So how does the land management process work? According to one leading consulting forester firm that utilizes both forestry and biology expertise, Bird & Crawford Forestry, there are three basic steps to proper forestland management. Following these steps will help ensure the landowner is maximizing his or her investment long-term.
1. The first step is to gain knowledge of the existing and/or potential natural resources on the property. This includes knowing what resources are on the land, how they are located in relation to land features and what resources are worth preserving. Bird & Crawford Forestry is one group that utilizes wildlife biologists along with professional foresters to survey the land in person to map the property and determine resource assets from a financial as well as a recreational standpoint.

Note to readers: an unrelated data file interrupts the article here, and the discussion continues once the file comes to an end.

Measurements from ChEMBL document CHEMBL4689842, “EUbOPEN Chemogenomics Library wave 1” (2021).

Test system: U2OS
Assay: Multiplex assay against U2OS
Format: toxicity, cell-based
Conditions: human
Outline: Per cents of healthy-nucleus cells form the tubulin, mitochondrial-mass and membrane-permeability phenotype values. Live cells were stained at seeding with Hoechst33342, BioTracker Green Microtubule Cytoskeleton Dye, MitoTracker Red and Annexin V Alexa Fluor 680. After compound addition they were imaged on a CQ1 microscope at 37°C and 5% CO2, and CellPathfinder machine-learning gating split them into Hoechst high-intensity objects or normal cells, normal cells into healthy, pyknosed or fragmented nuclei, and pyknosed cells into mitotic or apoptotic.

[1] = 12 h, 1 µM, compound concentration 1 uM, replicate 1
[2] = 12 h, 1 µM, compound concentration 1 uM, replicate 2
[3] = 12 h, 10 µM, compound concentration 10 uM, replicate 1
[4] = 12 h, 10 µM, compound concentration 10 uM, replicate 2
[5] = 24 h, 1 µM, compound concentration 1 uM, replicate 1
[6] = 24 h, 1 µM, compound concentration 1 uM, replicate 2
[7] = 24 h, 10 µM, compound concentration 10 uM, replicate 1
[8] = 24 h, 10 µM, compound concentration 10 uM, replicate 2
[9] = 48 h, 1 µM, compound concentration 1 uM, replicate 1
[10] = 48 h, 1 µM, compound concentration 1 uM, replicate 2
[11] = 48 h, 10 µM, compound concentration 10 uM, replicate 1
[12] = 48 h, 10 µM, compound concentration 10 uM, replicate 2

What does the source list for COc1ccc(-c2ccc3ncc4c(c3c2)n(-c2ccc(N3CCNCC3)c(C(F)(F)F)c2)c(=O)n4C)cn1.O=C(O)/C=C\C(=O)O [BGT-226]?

2. Once what actually exists on a property is determined, the next step is to establish goals for the property. Because every landowner/investor is unique, goals can vary greatly. For instance, if the land is inherited, the goal may be focused upon protecting family assets to confidently keep a family legacy intact for generations to come. Upon identifying goals, an overall management strategy can be developed.
3. Finally, professional foresters will develop the plan of forest and wildlife management activities required to achieve the owner's goals. This might include a planting and harvesting schedule, wildlife management and conservation efforts, and even hunting lease management.
Beyond the bottom line of profit potential, land ownership gives investors something that is tangible, a good alternative to traditional investments and another option to round out your portfolio. Owning land is also a wonderful way to conserve and enjoy nature while leaving a lasting legacy to family and future generations. Working with experts familiar with a breadth of land, from upland pine sites to bottomland ecosystems, provides peace of mind for maximizing the land's value. Learn more about forest and land management at www.birdandcrawford.com.